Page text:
In the OR, surgery found and performed the following: in the peritoneal cavity, a distended stomach with blood was noted along with blood within the small intestine. A longitudinal duodenotomy was performed and bright red blood as well as clots was visualized. A 2-cm ulcer was noted in the posterior wall of the first portion of the duodenum. Within the ulcer, oozing of blood was noted. The previously placed endoscopic clip was noted. Also noted was what appeared to be coils, probably from the IR procedure. Two stay sutures were then placed at 12 o'clock and 6 o'clock positions using 3-0 silk suture material. Following this, exposure of the ulcer was obtained by suctioning the blood out. A 3-0 silk suture was then placed just superior to the ulcer in the posterior wall of the duodenum. This was then ligated. A similar suture was placed at 12 o'clock in the posterior wall of the duodenum just along the inferior edge of the ulcer. This was then tied down. A silk suture, using 2-0 silk, was then placed to ligate the transverse branch. Following this, hemostasis was obtained. The area was then irrigated and observed to make sure that there was no further bleeding. In the OR, the patient received another three units of pRBC, two units of FFP, and one unit of platelets. At this time the patient had a received a total of 28 units of pRBC, 27 units of FFP, and six units of platelets. The patient was then transferred to the surgical intensive care unit (SICU) and remained on the service for 10 more days with stable hemoglobin not requiring additional transfusion. During the SICU course, the patient had few episodes with melena, no episodes of bright red blood per rectum (BRBPR), and one episode of hematemesis. After 10 days the patient was transferred to the medicine floor team and is currently stable and clinically improving.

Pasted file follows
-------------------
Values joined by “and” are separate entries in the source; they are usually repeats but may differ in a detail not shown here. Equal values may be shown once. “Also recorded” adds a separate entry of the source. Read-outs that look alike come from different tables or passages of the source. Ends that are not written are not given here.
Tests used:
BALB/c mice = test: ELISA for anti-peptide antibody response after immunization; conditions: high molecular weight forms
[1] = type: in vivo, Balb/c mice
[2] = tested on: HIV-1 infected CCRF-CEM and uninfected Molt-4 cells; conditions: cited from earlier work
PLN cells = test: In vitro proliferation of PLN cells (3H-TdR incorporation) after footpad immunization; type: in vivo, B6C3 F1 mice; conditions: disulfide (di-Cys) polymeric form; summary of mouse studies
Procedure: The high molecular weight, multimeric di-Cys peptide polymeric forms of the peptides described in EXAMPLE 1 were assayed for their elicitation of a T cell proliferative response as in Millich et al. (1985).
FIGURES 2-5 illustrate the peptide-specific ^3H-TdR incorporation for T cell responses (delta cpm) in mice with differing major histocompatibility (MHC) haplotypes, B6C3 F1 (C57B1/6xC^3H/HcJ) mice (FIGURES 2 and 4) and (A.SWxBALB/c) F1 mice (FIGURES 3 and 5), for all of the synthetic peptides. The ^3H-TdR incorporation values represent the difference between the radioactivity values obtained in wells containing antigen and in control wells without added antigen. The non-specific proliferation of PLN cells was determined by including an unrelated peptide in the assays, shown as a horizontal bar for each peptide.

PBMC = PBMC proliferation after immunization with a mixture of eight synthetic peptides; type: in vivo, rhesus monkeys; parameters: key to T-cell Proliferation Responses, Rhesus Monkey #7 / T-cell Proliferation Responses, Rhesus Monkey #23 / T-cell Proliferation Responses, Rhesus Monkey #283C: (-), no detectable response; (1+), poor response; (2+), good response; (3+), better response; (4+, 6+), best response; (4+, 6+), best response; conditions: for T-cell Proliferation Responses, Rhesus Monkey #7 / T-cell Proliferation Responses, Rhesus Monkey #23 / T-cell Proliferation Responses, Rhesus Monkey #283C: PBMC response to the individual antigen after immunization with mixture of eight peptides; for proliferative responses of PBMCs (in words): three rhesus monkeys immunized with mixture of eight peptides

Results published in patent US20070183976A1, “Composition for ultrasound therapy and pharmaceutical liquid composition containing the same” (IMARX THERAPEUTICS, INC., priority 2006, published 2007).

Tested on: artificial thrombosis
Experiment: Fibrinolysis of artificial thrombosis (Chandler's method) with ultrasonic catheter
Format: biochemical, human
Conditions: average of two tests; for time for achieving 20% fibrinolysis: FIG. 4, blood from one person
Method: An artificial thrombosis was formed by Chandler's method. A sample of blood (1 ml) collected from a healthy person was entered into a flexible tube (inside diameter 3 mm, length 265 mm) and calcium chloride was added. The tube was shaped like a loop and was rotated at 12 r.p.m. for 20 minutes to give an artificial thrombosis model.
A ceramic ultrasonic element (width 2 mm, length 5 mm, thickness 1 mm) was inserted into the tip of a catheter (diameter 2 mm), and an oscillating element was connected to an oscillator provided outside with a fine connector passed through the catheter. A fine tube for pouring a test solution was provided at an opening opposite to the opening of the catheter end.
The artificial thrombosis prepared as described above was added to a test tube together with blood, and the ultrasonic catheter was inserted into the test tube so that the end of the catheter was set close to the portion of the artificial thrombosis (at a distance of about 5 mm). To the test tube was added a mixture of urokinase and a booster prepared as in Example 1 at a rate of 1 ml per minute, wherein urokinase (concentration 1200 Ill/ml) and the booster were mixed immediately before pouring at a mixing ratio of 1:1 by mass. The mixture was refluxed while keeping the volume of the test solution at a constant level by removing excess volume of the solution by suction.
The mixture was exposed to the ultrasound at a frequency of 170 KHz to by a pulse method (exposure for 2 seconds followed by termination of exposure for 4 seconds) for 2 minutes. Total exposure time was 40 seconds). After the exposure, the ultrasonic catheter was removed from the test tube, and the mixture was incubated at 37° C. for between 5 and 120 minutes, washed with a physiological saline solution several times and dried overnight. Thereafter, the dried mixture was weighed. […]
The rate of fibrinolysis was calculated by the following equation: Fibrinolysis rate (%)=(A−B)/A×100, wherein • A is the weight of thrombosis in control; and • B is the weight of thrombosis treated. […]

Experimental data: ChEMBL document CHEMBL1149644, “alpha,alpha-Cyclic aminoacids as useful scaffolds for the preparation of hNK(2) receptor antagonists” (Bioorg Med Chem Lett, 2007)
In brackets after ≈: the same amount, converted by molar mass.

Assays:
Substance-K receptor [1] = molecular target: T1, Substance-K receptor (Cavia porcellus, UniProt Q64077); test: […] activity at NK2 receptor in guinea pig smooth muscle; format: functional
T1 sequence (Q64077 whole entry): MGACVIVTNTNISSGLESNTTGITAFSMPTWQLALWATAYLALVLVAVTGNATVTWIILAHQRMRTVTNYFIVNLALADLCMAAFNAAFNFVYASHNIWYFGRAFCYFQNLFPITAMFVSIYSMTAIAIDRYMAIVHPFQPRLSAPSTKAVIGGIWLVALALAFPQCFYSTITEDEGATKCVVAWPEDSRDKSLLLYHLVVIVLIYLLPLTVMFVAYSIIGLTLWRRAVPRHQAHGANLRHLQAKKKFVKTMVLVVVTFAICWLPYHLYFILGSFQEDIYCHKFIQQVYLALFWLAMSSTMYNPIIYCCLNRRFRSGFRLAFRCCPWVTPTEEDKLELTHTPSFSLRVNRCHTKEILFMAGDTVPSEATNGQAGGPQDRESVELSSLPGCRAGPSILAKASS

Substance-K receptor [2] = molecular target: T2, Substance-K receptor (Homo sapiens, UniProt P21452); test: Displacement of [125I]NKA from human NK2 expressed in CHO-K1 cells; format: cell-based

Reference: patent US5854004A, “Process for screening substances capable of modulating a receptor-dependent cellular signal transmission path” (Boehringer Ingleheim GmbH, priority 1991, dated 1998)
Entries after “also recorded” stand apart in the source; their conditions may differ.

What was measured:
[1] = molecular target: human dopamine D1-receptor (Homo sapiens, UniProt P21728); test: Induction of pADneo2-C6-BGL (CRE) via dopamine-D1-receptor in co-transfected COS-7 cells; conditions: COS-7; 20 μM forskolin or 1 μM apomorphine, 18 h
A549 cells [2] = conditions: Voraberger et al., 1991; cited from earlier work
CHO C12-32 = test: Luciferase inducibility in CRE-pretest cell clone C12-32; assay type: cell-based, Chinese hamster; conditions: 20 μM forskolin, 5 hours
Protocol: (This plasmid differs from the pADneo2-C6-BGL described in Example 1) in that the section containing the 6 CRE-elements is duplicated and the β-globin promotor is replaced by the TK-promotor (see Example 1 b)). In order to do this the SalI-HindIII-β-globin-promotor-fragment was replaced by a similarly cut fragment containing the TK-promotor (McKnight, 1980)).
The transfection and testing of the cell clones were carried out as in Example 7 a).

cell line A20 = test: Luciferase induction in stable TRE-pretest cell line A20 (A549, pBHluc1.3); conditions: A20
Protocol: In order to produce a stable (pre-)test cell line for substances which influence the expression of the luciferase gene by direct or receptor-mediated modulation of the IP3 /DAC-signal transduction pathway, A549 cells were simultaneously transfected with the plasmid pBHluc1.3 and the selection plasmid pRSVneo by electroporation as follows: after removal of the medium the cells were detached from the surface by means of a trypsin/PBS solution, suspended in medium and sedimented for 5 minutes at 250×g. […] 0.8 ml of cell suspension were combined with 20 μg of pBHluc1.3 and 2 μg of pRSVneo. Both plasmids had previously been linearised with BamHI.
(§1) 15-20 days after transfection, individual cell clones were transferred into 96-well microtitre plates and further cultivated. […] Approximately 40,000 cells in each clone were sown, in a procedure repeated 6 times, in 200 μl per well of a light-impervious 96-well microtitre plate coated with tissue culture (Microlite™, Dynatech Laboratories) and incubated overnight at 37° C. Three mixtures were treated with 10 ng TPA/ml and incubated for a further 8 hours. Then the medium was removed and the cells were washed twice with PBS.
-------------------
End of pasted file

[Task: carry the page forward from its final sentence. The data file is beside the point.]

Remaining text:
In summary, this case describes an actively hemorrhaging patient rebleeding status post 11 days from an endoscopic clipping and prophylactic coil embolization for a GDA NVUGIB that was managed with a re-trial of endoscopy, failed TAE, and ultimately rescue surgery.